chapter 6 the first global civilization the rise and spread of islam n.
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Chapter 6 The First Global Civilization: The Rise and Spread of Islam

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Chapter 6 The First Global Civilization: The Rise and Spread of Islam

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Chapter 6 The First Global Civilization: The Rise and Spread of Islam

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  1. Chapter 6The First Global Civilization: The Rise and Spread of Islam 7th century CE Arab followers of Muhammad surge from the Arabian Peninsula They quickly became an empire incorporating elements of classical civilizations of Greece, Egypt and Persia Islamic merchants, mystics and warriors continued it expansion into Europe, Asia and Africa Although united in the belief of Muhammad’s message, the Islamic world was divided culturally and politically The disputes did not undermine the strength of the Muslim civilization until the 14th century

  2. Clan Identity, Clan Rivalries and the Cycle of Vengeance Mobile kin-related clans were the basic social organization Only united into larger tribal units in times of crisis Survival depended on clan loyalty Leaders or shaykhs were elected by council Free warriors enforced their decisions Slave families served the leaders or the clan as a whole Clan cohesion was reinforced by interclan rivalry and conflict over water and pasturage The strife weakened Bedouin society against it rivals

  3. Desert and Town: The pre-Islamic Arabian World Arabian Peninsula inhabited by Bedouin societies Some desert dwellers herded camels and goats Others practiced agriculture in oasis towns Important agricultural and commercial centers flourished in southern coastal regions The towns were extensions of Bedouin society, sharing its culture and ruled by its clans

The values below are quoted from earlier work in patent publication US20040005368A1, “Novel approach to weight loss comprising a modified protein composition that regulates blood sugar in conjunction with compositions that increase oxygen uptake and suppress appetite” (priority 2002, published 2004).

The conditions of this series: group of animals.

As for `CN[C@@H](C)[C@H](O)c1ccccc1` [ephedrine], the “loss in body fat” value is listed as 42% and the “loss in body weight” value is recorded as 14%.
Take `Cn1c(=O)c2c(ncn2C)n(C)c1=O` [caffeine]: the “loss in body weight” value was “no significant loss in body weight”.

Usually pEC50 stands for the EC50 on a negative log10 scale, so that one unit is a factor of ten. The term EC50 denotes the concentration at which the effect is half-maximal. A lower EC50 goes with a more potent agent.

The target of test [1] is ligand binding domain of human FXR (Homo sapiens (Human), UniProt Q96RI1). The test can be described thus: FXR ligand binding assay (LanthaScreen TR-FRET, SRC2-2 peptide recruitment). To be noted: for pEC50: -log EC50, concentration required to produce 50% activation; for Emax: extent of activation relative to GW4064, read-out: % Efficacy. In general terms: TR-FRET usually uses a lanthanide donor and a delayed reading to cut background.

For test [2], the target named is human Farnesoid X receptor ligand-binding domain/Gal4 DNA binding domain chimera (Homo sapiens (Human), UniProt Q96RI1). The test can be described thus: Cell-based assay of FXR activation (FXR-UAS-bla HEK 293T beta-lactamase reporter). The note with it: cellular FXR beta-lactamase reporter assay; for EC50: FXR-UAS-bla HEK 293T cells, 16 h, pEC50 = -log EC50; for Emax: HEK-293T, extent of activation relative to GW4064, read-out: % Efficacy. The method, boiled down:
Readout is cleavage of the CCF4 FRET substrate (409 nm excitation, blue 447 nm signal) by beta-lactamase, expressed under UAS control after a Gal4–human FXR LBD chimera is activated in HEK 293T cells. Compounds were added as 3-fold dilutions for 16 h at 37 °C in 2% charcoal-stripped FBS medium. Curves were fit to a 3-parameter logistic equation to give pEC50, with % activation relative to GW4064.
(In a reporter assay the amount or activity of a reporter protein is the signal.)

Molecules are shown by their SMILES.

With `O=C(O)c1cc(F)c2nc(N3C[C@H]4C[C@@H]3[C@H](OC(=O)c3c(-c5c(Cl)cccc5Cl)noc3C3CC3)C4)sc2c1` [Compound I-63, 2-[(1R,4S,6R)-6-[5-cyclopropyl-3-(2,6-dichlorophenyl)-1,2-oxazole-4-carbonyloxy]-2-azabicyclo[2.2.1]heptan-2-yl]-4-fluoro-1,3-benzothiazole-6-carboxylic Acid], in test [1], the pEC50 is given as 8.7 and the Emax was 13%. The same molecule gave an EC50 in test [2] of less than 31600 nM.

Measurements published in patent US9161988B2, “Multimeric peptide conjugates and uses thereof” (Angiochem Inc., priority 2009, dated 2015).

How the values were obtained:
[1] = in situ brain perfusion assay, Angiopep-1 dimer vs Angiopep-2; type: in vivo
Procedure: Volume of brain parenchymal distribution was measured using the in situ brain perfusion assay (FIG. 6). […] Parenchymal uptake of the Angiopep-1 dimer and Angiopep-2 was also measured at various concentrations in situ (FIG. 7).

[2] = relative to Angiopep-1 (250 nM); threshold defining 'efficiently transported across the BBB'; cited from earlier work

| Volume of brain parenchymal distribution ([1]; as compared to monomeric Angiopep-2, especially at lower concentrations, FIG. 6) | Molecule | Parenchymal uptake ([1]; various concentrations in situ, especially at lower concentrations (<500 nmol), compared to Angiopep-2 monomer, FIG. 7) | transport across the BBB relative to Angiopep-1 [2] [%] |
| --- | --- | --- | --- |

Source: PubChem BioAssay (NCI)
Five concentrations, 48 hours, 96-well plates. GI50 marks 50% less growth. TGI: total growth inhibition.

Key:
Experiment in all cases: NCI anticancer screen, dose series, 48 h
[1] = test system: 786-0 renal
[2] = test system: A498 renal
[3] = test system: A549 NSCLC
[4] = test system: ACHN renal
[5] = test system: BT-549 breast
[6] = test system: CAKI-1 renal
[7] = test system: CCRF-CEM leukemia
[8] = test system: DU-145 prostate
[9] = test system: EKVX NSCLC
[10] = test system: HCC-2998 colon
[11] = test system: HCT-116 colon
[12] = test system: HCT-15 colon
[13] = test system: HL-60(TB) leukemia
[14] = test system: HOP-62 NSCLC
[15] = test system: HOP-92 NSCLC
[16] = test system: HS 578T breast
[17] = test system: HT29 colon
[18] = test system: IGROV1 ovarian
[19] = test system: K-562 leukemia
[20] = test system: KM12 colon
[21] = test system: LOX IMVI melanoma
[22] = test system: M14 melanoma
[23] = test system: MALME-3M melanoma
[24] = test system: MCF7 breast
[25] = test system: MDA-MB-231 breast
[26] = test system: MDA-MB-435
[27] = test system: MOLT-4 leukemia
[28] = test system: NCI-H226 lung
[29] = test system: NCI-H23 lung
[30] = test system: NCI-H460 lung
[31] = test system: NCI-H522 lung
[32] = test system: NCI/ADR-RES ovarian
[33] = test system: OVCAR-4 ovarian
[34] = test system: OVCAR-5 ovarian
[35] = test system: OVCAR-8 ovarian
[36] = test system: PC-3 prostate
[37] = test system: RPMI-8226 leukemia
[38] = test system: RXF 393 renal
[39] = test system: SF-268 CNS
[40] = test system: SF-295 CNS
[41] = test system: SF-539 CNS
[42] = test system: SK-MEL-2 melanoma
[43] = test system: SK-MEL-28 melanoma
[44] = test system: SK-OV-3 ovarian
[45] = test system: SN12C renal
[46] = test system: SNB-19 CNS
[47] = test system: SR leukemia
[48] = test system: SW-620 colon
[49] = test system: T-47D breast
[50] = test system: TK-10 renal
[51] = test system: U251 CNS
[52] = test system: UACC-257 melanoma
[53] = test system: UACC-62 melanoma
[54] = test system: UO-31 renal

4. Town and long-distance trade Cities linked the Mediterranean to east Asia Mecca was the most important city (western Arabia) founded by the Umayyad Mecca was the site of the Ka’ba (religious shrine) Medina was a second important town that was a agricultural oasis and commercial center

  5. Marriage and the family in pre-Islamic Arabia Women had key economic roles in clan life Descent was traced through female line Men paid a bride-price to the wife’s family Women did not wear veils and were not secluded Both sexes had multiple marriage partners Still, men, who carried the honored warrior tradition, remained superior Traditional practices of property control, inheritance and divorce favored men

  6. Poets and neglected Gods Arab material culture was not highly developed Main focus of creativity was in orally transmitted poetry Bedouin religion was a blend of animism and polytheism Some tribes recognized Allah but paid him little attention Instead of Allah they paid attention to spirits associated with nature

  7. The life of Muhammad and the Genesis of Islam Member of the Banu Hasim clan of the Quraysh, born in 570 CE He lived in Mecca and married a wealthy widow Khadijah Not happy with life focused on material gain In 610 CE he meditates and receives revelations from God through the angel Gabriel These revelations were later written down in the Qur’an which form the basis of Islam

  8. Persecution , Flight and Victory As Islam grows it is seen as a threat by Mecca's rulers The new faith endangered the gods of the Ka’ba With his life in danger Muhammad is invited to come to Medina to mediate its clans quarrels 622c CE Muhammad goes to Medina his skilled leadership brought new followers The Quraysh attack Medina but Muhammad’s force win A treaty in 628 allowed Muslims to visit the Ka’ba Muhammad returned to Mecca in 629 and converts most of its inhabitants

  9. Arab and Islam Islam offered opportunities for uniting Arabs Islam provided a distinct indigineous monotheism Islam supplanted clan divisions and ended feuding The Umma (the community of the fatihful, transcened old tribal boundries) Islam offered offered an ethical system capable of healing social rifts within arab society All believers